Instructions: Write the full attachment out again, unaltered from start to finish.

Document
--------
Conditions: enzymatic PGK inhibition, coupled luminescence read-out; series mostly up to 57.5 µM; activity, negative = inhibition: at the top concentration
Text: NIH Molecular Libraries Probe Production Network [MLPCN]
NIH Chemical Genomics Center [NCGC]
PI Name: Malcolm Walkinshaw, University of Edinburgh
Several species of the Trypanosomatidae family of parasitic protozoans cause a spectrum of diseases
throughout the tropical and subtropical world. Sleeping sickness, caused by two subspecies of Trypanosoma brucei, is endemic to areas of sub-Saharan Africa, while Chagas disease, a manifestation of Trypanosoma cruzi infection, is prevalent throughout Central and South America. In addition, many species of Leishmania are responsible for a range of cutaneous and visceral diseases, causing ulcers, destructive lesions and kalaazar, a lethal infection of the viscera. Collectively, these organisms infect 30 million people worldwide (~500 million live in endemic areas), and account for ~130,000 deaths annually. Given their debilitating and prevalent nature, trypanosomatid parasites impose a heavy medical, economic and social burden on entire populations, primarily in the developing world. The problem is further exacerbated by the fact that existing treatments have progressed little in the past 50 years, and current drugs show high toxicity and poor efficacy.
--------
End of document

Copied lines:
Conditions: enzymatic PGK inhibition, coupled luminescence read-out; series mostly up to 57.5 µM; activity, negative = inhibition: at the top concentration
Text: NIH Molecular Libraries Probe Production Network [MLPCN]
NIH Chemical Genomics Center [NCGC]
PI Name: Malcolm Walkinshaw, University of Edinburgh
Several species of the Trypanosomatidae family of parasitic protozoans cause a spectrum of diseases
throughout the tropical and subtropical world. Sleeping sickness, caused by two subspecies of Trypanosoma brucei, is endemic to areas of sub-Saharan Africa, while Chagas disease, a manifestation of Trypanosoma cruzi infection, is prevalent throughout Central and South America. In addition, many species of Leishmania are responsible for a range of cutaneous and visceral diseases, causing ulcers, destructive lesions and kalaazar, a lethal infection of the viscera. Collectively, these organisms infect 30 million people worldwide (~500 million live in endemic areas), and account for ~130,000 deaths annually. Given their debilitating and prevalent nature, trypanosomatid parasites impose a heavy medical, economic and social burden on entire populations, primarily in the developing world. The problem is further exacerbated by the fact that existing treatments have progressed little in the past 50 years, and current drugs show high toxicity and poor efficacy.